This generation may demand less explanation about the meaning of meaning. Being well out of the period when there was much argument about abstract art, cubisms, futurisms, and pure form, they may without bewilderment and resentment, permit their sensibilities to remain open and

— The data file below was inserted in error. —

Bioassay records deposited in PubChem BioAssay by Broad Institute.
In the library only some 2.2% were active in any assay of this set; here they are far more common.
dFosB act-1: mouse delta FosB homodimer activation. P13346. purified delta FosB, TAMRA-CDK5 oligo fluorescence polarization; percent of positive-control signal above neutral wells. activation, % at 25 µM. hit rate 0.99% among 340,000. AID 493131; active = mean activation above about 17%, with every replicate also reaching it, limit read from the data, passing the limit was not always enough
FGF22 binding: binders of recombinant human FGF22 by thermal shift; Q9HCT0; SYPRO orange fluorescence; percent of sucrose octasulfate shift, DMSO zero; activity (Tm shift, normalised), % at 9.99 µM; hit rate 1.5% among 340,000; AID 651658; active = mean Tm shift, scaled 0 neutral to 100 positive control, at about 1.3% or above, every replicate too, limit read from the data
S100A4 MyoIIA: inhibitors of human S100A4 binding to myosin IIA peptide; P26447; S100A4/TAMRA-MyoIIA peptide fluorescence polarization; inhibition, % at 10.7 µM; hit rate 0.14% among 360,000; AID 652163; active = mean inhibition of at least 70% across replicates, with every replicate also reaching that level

susceptible and capable of response to the implications of a literature that is not a literature of escape, of interpretation,of propaganda or reform, or of God or morality seeking. In Joyce are the backgrounds of his race, his education, his subconscious and conscious responses to mythology, poetry, metaphysics that are mainly Jesuit, and from the source of his subconscious flows the stream of his wish to evoke literary music, a ballet of dancing words that suggest the clear line and mass form which is the beauty quality that good art has. The river maybe flowing, or he may be wishing to summon up the sounds ofnightor to awaken the emotions that night thoughts bring. The symbol of the river flowing however is not the important factor; it can be too insularly insisted upon to the extent of limiting the capacities for stimulating the reader’s sensua1—sensitive esthetic response to prose music; and more,what to Joyce the sounds of a river flowing evokes emotionally may be quite other than the effect of riverflowing sounds upon another person. But what these sounds bring into his operating conscious from the scource of his subconscious can have gratifying implications for that other person nevertheless. The Irish tenor prose sings on, deriving from classic literature and mythology and religion. The stream of the subconscious reveals itself, derived also from the sources, (always mainly Dublinesque), of folklore and folksong, of Celtic bards, of Celtic legends of slim maidens with dark hair and lithe bodies and breasts, of laughter and the continual melancholy plaint of Celtic whimsy, fatalism, and the erratic shift of mood. Church music sounds here, and the half remembered refrain of a sentimental ballad of the 9o’s breaks in to be itself broken in upon by a barroom ballad or the ribald refrain of a bawdy house song. Limericks are woven into the Irish tenor wailings. No more than Joyce can forget Dublin and Jesuitism and irish homelife and family can he resist his mania for playing with words and phrases, punning. The gossip of housewives is suggested; the chatter of lounging, lazy, shiftless barroom and streetcorner politicians plays through the prose. The preachings and moralizings of priests, washerwomen, and parents, is woven into the pattern with ironic taunts against pedantries and the manners of editorial and newspaper writings; the insistence upon the Dublin-a—male—city with a woman either a respectable woman or a bloody whore is less in this new work than it was in Ulysses, and to that extent is older and more resigned. He cares less now for ideas and situations except as a basis for using the medium of prose as a medium for declaring his passion for words and their suggestions.